Our mission is to educate the American people about the threat posed by a global Islamist terror movement; to counsel against appeasement and accommodation with terrorists; and to build support for a strategy of decisive victory against this menace not only to the United States, but to democracy and freedom everywhere.

The 80's as Collected by RHINO

Rhino records is releasing a fabulous 4-disc (!) 82-track (!!) 80's underground collection due Oct. 5, and titled "Left of the Dial: Dispatches From the '80s Underground." Read the news story here, and find the track listing here. Good stuff here, but I wish they put XTC's "Dear God" on there rather than "Senses Working Overtime." It reminds me of the creepy kid by the tree.

Wednesday, July 21, 2004

Hives and Hotnights

"Hello, Washington, D.C. We are the Hives!"

With that declaration, Howlin' Pelle Almqvist jump-started a raucous 60-minute-plus set to begin their tour in support of Tyrannosaurus Hives, released yesterday. Pelle and the Hives had the sold-out 9:30 club in a frenzy at "Hello," and kept us there their brand of hot 2-minute punk. They reached frenetic peaks with "I Hate To Say I Told You So," "Idiot Walk," and their encore, "a.k.a. I-D-I-O-T."

Howlin' Pelle allowed no lull, and kept his audience in his pocket with his cocksure charisma and gyrating body english, gesturing at the crowd and climbing stacks to engage the balcony-dwellers. The crazy Swede declared "You stole us from Sweden." He told us that he was confident that D.C. was the right place to start the tour: "There is always a crowd at the clubs in Washington, D.C. Maybe not for everyone, but there is always a crowd for the Hives in Washington, D.C." About halfway through the set, sent the audience into a collective scream: "At this point, they say that we should have you in the palm of our hand," and, reaching his arm to the us with palm facing up, "Do I have you in the palm of my hand, Washington, D.C.?" Yes, Hives, Washington, D.C. is in the palm of your hand.

The opening acts, Reigning Sound and the Sahara Hotnights, also served up solid performances. The Hotnights' Maria Andersson sang flawlessly through their set, and I was amazed at the force and clarity of her voice. You don't hear all of what she has on their CDs (which, by the way, are very good). It's the kind of voice that freezes you and resonates in your bones. Their new CD, "Kiss and Tell," comes out in the U.S. next Tuesday.

If you haven't bought your tickets yet, what are you waiting for? Check their show dates here or here.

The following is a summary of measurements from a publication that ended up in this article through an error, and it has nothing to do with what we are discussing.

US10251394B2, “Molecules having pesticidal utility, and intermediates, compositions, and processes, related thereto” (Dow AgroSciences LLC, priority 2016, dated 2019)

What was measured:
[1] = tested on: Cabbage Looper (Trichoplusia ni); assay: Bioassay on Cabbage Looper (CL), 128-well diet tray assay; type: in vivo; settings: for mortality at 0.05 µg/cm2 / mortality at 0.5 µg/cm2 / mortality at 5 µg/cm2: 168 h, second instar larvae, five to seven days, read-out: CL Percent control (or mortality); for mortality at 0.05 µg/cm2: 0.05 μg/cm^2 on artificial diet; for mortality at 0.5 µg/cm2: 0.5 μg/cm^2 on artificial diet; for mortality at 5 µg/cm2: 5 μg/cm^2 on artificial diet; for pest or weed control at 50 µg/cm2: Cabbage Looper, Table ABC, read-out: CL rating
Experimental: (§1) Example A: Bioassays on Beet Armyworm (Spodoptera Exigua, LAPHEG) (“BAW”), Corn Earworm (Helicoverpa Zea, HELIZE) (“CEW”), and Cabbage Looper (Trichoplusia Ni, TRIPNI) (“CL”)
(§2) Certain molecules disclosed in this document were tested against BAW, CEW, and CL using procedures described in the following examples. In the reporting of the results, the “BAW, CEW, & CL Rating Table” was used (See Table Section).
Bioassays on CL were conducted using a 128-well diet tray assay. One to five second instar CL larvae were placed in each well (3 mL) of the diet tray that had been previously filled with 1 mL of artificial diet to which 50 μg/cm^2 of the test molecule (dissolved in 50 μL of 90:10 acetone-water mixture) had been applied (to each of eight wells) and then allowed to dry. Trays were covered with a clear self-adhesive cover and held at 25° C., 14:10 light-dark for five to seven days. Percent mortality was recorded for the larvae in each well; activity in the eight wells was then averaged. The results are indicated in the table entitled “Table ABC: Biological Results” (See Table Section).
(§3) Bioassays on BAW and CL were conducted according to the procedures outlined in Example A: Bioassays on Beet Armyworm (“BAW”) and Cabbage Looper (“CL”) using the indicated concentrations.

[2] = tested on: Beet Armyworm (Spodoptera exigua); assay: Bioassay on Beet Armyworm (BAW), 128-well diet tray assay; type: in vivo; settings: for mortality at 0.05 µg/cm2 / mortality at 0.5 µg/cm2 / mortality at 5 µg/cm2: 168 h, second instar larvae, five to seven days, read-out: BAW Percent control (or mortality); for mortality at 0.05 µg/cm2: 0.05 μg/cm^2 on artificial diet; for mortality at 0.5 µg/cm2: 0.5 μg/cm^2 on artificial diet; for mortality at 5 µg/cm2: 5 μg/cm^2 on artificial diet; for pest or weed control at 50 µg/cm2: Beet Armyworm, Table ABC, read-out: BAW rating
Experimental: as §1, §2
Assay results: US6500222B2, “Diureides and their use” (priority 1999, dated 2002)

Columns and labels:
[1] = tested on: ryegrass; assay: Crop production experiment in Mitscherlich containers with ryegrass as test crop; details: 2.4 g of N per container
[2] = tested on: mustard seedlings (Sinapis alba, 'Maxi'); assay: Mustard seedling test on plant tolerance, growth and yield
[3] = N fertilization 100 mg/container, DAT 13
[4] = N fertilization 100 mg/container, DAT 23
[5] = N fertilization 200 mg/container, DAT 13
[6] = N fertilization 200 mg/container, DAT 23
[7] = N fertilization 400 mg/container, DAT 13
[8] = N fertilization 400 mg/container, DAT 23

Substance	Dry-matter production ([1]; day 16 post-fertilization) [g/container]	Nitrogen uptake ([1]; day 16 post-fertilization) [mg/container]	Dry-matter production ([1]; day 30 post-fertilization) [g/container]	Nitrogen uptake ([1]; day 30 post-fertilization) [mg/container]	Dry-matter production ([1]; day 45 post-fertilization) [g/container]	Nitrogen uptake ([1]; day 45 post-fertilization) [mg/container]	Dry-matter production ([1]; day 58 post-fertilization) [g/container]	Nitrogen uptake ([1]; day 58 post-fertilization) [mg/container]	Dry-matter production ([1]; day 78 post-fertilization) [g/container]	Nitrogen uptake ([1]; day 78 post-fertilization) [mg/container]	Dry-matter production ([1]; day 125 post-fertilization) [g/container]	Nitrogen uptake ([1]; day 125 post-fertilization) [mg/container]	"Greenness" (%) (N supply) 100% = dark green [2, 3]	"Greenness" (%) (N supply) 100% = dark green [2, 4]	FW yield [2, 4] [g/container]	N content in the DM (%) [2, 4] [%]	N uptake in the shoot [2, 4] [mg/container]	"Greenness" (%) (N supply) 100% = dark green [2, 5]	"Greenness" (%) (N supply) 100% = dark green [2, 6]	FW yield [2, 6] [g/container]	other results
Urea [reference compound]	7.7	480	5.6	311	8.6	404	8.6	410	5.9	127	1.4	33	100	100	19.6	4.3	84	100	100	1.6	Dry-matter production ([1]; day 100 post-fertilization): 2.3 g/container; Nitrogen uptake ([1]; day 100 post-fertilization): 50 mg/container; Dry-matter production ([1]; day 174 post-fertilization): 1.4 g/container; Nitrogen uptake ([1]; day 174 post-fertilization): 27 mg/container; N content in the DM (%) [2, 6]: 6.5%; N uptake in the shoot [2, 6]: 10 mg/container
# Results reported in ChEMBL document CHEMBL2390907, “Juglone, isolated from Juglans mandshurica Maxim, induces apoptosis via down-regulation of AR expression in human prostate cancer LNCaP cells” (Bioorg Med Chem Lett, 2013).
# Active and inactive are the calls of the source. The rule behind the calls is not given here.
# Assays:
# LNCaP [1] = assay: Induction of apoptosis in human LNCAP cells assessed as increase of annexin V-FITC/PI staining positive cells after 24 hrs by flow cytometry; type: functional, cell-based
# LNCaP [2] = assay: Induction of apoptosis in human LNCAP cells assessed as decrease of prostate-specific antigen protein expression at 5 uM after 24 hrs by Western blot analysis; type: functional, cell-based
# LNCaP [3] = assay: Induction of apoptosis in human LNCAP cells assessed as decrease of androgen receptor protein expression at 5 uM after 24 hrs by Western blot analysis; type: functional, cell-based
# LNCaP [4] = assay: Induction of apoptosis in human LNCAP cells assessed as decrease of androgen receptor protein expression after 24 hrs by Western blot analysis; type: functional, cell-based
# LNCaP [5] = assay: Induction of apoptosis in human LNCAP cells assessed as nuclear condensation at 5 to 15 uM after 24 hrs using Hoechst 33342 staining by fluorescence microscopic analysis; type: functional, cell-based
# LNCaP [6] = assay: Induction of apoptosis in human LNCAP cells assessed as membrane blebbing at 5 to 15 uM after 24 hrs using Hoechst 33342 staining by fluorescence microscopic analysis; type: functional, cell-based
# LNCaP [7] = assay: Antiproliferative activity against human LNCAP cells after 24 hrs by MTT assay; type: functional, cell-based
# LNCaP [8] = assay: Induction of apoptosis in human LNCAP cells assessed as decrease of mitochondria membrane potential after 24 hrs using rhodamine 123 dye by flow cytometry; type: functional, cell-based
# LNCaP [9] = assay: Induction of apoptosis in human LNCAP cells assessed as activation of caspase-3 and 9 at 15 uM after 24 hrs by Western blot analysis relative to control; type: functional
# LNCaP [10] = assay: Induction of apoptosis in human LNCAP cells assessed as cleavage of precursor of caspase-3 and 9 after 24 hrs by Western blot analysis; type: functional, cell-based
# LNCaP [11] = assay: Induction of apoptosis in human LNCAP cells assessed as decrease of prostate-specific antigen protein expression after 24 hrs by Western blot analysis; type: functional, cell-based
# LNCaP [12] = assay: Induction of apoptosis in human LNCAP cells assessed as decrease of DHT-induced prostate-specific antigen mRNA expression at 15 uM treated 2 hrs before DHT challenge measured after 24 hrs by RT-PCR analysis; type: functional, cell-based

Linda Ronstadt on Michael Moore and the Lyric of the Day

She says she's going to keep praising him because it's an election year. How is this news? Does anyone give a half-shit what Linda Ronstadt thinks about Michael Moore?? Apparently so. Look at the message board threads at the bottom of the story.

Today's appropriate lyric of the day is from Beck's Pay No Mind:

Tonight the city is full of morgues
And all the toilets are overflowing
There's shopping malls coming out of the walls
As we walk out among the manure

That's why
I pay no mind

Tuesday, July 20, 2004

What's Your Music Personality?

Take the Music Personality Test.  Find out what your taste in music says about your personality, and "how other people see you based on what types of music you listen to."  I'm "Reflective and Complex."  According to the test results, I'm

"open to new experiences, creative, intellectual, and enjoy trying new things. When it comes to politics, they tend to lean toward the liberal side. Wisdom, diversity, and fine arts are all important to them. When it comes to lifestyle, high scorers tend to be sophisticated, and relatively well off financially. After a hard day of work, if they're not listening to music or reading a book, they enjoy documentary films, independent, classic, or foreign films."

Hey, they could have cut the wordiness and called me a pretentious snot.


Here's the test creator's scientific article, The Do Re Mi's of Everyday Life: The Structure and Personality Correlates of Music Preferences, in the Journal of Personality and Social Psychology.

Today's Music and MP3s